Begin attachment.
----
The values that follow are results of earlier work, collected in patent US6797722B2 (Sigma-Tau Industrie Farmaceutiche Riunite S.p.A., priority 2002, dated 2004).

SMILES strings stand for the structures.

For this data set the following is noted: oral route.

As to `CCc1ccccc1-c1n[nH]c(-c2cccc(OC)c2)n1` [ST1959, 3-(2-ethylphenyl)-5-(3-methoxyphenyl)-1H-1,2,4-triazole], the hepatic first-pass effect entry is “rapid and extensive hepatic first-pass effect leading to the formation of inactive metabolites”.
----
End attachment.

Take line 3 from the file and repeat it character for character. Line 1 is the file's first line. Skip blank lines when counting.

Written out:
For this data set the following is noted: oral route.